Originally published in the Boulder Daily Camera and the Longmont Daily Times-Call.

My roses have wilted, my violets are dead. Demons run circles round and round in my head. In my case, demons don’t sport pointy horns. They don’t hold pitchforks. No, they are businesses that simply won’t provide a way to talk to a real, live, person.

We are all frustrated by this, but it increases every day. Why you might ask? It’s about money. It costs money to pay real people to chat with other real people. Computer automated systems, while often expensive initially, save millions of dollars for all types of businesses over time. So, we are told. It’s also about misunderstanding the difference between simply providing information and effectively communicating.

You see, we are told that we must address our problems, concerns or questions through endless phone menu choices or more importantly, online. This is probably true in many ways, but it’s likely negatively impacting business profits in the long run. When it doesn’t work, or individuals are expected to perform in an unreasonable way, it creates damaging negative perspectives that all the marketing in the world can’t defend against. That’s because it’s clear that the choice has been made to sacrifice effective communication. Simply providing information is seen as being enough. But is it?

I don’t mean to knock businesses using this practice. For many, this is a quick way to get business done. But when it doesn’t result in quick, effective results, it more likely results in downright contempt for the business or organization forcing consumers to interface in this manner. Why? Because, there isn’t any relationship being acknowledged or built upon.

I’ve been caught in this special kind of torture a lot recently. Minutes go by, hours go by, and I’m still circling, eagerly choosing from menu items that may actually lead to success. But, circles have no end. Circles placed together create spirals. And, spirals are simply not effective in communication. Instead of forcing your customers or colleagues into unworkable death spirals, consider wheels. Wheels are circles as well. However, they make progress. They take you somewhere.

One of the best ways to establish if your business or organization is placing customers, or colleagues, into a death spiral, is to contact your customer support, customer service, IT and/or other related entities yourself. Choose a specific issue or question and see how easy it is to get it resolved. If your business has a heavy online presence, and people are being directed to your online platform to solve their problems, even when their problem is the fact that they can’t use your online platform, or there is a problem with your online platform, then it is most definitely your problem as well. Not only are you alienating your customers and prospects, but you appear foolish.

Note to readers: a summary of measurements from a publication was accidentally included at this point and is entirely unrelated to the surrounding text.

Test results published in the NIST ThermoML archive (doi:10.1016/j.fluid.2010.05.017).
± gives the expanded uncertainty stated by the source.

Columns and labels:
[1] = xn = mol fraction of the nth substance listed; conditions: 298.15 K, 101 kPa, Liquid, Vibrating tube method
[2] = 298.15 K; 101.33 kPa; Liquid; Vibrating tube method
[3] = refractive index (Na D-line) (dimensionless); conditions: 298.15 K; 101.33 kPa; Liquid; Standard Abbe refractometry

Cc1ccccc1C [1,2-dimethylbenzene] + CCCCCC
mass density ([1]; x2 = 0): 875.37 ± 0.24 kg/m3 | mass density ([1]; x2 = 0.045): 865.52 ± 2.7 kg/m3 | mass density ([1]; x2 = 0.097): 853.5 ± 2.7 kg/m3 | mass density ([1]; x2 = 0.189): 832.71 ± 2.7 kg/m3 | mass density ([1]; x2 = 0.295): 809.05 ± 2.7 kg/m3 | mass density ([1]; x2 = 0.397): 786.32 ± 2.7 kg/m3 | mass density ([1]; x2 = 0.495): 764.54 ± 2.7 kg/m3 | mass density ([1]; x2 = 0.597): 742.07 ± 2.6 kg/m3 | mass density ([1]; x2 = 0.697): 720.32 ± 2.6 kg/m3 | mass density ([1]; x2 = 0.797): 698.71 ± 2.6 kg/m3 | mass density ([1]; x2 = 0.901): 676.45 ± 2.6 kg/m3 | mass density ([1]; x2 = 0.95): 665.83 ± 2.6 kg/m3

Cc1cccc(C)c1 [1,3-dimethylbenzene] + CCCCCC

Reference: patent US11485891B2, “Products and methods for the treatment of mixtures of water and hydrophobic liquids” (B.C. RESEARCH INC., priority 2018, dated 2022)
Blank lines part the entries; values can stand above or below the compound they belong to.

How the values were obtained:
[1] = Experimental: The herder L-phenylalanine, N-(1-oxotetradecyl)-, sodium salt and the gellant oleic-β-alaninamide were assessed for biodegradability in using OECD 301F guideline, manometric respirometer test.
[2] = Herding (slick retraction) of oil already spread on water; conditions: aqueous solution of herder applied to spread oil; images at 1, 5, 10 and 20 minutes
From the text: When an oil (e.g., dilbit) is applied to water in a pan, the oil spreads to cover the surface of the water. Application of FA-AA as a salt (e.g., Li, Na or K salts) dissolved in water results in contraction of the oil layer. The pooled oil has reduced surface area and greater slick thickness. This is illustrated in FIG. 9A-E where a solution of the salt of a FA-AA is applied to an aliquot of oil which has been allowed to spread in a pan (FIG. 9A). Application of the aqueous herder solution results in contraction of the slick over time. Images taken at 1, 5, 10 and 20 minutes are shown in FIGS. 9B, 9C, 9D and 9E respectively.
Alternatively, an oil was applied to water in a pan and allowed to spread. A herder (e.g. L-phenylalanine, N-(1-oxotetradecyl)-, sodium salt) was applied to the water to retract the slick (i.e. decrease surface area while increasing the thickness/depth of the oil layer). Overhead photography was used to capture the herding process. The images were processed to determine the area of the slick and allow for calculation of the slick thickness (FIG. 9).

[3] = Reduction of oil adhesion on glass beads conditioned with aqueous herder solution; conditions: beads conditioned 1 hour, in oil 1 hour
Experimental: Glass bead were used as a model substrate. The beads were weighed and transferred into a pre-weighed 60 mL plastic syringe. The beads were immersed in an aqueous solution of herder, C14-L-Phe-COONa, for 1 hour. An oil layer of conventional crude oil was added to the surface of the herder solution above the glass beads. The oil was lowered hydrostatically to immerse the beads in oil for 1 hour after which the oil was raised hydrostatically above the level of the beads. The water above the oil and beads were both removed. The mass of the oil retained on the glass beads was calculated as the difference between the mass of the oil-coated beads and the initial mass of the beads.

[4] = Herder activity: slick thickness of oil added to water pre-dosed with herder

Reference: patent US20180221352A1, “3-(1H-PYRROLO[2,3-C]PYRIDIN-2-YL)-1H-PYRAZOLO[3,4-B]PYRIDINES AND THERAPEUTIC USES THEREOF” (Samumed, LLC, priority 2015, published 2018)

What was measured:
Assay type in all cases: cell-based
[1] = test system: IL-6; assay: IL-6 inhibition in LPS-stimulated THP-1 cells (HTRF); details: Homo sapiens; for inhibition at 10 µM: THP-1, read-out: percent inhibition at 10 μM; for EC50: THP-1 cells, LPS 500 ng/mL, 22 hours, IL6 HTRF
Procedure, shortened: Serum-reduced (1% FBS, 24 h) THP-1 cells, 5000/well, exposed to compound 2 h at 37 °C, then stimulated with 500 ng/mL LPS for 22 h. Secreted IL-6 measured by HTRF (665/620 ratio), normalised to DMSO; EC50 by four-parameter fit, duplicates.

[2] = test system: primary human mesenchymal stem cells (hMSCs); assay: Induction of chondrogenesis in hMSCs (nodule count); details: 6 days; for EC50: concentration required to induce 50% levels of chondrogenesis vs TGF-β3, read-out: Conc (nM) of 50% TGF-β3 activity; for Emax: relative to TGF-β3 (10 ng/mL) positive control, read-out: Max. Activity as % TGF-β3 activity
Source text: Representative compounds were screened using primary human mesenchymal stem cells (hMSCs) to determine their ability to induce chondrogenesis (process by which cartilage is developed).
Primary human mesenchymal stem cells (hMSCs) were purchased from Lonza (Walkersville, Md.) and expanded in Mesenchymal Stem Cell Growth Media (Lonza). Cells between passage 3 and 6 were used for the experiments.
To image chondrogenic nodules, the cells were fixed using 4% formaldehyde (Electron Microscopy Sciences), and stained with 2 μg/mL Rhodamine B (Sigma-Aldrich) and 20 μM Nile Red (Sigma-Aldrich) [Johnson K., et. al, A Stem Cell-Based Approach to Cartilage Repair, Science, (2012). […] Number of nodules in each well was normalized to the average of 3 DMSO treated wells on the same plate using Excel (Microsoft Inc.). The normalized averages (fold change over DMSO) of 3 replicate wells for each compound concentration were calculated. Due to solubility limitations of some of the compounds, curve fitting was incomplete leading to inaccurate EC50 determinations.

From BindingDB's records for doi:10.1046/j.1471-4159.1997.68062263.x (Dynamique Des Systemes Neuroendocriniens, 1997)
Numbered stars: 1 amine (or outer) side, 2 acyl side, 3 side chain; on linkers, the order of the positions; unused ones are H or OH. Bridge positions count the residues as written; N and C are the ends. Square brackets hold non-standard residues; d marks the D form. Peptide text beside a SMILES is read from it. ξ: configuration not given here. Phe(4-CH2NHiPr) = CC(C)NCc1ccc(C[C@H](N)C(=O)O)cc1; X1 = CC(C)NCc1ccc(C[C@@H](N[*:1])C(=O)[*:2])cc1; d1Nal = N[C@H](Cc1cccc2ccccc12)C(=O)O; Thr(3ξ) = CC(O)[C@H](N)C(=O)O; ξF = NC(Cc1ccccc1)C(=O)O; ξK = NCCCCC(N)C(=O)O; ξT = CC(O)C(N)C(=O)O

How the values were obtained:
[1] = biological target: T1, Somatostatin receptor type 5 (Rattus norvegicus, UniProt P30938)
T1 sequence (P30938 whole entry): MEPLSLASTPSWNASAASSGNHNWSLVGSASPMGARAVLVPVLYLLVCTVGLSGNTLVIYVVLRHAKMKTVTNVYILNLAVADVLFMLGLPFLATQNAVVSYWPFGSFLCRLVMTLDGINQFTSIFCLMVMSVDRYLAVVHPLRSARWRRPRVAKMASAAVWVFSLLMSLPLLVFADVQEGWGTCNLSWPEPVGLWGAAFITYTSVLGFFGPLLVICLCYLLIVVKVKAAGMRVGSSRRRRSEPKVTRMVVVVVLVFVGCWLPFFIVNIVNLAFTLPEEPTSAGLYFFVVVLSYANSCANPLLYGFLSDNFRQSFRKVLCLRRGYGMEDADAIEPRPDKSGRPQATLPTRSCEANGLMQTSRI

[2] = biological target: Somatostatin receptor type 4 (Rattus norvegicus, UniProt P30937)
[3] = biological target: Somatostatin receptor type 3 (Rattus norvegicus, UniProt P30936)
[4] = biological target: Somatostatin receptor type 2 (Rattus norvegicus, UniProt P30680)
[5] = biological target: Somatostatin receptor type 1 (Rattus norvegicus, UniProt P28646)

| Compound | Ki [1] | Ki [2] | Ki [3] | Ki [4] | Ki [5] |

Try going to your business or organization website. Look for information, ways to receive help, particularly “Contact” information. It is easily accessible? Does it require effort on the part of those trying to reach you? Does it make sense? Is it effective in terms of communicating with the intended audiences? Can anyone actually reach a live person? Does it spiral leading nowhere?

There are many businesses that do an excellent job of working with the public. They leave callers and/or online users feeling special. Issues or questions are resolved in a timely manner. It is always made clear that their purpose is to serve. It’s really about the basics.

Remember, effective communication requires more than an exchange of information. When done right, communication fosters understanding, strengthens relationships, improves teamwork and builds trust. Stop the spiral. Aren’t your customers and colleagues worth it?

Stacy Cornay is the owner of Communication Concepts Public Relations & Advertising.  She may be reached at 303-651-6612; scornay@comm-concepts.com; www.comm-concepts.com; Facebook.com/Communication Concepts; Twitter @CommConceptsPR; or LinkedIn.

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